So the spotters call out for birds and the boat slows down but I am afraid to miss out on something so I keep looking and photographing. By late afternoon I am really hungry but when I think I can try to get to the food the boat speeds up and I am stuck again. I am also afraid to be inside as the only time I got sea sick I was below deck and once back out into the open I was OK.

At least now someone is passing along the names of the bird they are spotting but I still can't get my feet under me enough to get very far. I think because the railings on the boat were so low and I was carrying so much gear I was afraid I would if the boat turned just right go over the rail and into the sea. So although I finally did get up and move a little to get some pictures I still didn't feel comfortable moving too far from my seat and stayed put the whole trip.

Not only was I loaded with camera and binoculars but stashed under my seat were two canvas bags and a camera case with extra batteries and flash cards should I need them and of course I was well dressed in layers as suggested. The bags as it turned out got saturated with fishy water from the fish they were cutting up and using as bait to draw in the birds. Should I ever decide I want to try this again I need to get something water proof to stow my gear in. Not at all sure what that would be but will keep my eye out just in case I ever forget just how miserable I ended up being. Because as it turns out I didn't eat (except for 2 small breakfast bars) and I didn't go to the bathroom for those 12 long hours on that boat.

Late in the afternoon and thinking we were on the way in I pulled out my cushion to see if I could get more comfortable but that didn't work If anything the flotation cushion was harder to sit on the molded bench. I soon got rid of that. Now I am getting really hungry, I am tired (didn't get much sleep last night) and I am more than a little concerned that I don't feel the need to go to the bathroom???? and my fanny is screaming in pain and this bloody boat trip won't end. I am miserable!!!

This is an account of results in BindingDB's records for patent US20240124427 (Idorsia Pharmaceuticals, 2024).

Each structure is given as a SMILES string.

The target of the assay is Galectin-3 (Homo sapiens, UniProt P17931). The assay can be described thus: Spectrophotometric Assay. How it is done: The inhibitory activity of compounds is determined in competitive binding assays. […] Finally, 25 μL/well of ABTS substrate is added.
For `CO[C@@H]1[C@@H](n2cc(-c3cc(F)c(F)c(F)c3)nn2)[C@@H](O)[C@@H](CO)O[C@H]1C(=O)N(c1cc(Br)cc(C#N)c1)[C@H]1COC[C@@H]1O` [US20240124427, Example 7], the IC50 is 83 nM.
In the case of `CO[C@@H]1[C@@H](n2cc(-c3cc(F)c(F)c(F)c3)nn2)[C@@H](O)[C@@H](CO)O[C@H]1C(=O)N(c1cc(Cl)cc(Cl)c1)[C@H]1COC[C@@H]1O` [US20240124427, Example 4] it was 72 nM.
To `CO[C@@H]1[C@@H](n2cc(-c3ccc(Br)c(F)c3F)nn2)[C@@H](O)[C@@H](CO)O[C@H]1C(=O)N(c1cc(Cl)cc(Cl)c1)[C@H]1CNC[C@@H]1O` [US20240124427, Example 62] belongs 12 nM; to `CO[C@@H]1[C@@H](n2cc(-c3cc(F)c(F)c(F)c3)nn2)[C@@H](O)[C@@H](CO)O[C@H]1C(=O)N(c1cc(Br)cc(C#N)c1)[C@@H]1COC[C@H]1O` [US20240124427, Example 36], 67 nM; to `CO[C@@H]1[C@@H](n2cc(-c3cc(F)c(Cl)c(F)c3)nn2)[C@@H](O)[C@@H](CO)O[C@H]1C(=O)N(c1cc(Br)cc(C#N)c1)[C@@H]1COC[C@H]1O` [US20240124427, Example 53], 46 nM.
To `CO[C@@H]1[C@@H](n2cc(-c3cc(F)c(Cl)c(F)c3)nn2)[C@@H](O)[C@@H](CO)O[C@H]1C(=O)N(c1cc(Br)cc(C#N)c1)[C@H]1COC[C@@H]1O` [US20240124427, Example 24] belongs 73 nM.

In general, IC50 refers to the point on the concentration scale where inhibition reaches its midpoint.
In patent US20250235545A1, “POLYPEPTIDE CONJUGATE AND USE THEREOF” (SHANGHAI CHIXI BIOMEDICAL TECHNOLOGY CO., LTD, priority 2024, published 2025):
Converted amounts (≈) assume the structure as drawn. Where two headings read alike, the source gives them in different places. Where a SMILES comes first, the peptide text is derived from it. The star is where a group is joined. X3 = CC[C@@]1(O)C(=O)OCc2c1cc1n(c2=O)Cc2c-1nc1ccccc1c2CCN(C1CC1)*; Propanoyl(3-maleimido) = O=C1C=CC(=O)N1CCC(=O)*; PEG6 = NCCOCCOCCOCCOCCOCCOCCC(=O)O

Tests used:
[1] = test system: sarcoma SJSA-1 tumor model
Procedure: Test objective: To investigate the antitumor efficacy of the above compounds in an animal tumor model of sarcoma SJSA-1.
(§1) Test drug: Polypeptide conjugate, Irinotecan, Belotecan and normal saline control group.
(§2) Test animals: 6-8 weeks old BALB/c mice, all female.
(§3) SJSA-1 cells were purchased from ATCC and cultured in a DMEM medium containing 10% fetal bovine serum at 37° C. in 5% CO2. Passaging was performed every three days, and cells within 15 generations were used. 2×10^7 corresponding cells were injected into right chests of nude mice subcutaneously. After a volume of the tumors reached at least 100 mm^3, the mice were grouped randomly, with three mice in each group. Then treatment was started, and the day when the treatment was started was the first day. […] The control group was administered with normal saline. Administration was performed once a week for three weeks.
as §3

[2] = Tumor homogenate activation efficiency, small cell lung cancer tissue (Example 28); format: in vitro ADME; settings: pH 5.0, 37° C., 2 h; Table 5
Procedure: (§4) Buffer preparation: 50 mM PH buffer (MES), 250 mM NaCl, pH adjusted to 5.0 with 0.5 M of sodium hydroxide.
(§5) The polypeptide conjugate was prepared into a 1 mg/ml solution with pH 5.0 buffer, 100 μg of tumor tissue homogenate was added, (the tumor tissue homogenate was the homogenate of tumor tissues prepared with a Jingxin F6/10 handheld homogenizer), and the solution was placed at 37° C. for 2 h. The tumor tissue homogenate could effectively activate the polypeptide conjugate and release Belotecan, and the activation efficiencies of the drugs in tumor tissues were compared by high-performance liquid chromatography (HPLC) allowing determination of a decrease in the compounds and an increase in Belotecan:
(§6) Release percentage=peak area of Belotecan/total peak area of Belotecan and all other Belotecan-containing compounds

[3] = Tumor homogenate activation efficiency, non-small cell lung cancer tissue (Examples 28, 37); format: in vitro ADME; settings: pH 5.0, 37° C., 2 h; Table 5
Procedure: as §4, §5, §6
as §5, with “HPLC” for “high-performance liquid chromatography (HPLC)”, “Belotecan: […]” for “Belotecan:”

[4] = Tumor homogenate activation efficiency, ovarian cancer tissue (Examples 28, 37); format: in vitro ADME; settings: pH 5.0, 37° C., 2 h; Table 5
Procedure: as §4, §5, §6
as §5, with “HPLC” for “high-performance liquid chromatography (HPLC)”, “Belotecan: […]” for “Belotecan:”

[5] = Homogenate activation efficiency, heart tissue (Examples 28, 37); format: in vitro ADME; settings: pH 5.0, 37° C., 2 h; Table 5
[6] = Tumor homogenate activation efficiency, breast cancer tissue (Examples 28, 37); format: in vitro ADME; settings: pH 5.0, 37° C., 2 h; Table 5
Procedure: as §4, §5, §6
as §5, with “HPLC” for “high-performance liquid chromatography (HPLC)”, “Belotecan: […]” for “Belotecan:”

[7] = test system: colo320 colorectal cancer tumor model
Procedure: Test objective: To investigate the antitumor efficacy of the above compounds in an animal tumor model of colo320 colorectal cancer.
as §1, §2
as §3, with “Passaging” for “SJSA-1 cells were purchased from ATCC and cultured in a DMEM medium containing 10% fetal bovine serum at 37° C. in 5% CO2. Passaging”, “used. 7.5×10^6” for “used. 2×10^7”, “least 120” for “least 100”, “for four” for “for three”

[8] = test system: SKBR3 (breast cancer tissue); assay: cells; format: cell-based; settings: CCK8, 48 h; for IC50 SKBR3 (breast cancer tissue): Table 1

Luckily I was sitting with a really nice couple and they provided a little distraction, plus there was the girl from GA and the young lady from up north and a young couple he seemed more interested in the birds and she in photography.

Look land!  hopefully we will be home soon.  Oh no once you see land you are still 3 hours out???  Can that be? God I want of this boat now!

The sun is setting how pretty wish I was on the other side to photograph the lighthouse as we head in. Look at these beautiful homes what it must be like to live here. What views they must have.

Now why are we just sitting here why don't they raise the bridge so we can get off this boat?

Finally we are moving again and now we are at the dock. Hurray! Now I have only to find my way back to Joye's place in the dark and it is hour away................and there will be food ................and a bathroom...................and a shower....................and sleep..........and tomorrow the 4 hour ride home. Oh the things I do to see a bird!

List of birds see on this trip can be found here.

The End! and at the time I thought it would be the end of such trips for me. But now that some time has past I might consider another going on another one at some  in my life and have been keeping an eye open for things to make it a more enjoyable experience for myself.....Comfort and ease of movement being top priorities. I have even been looking into some off the Oregon

Friday, October 30, 2009

What kind of birder are you?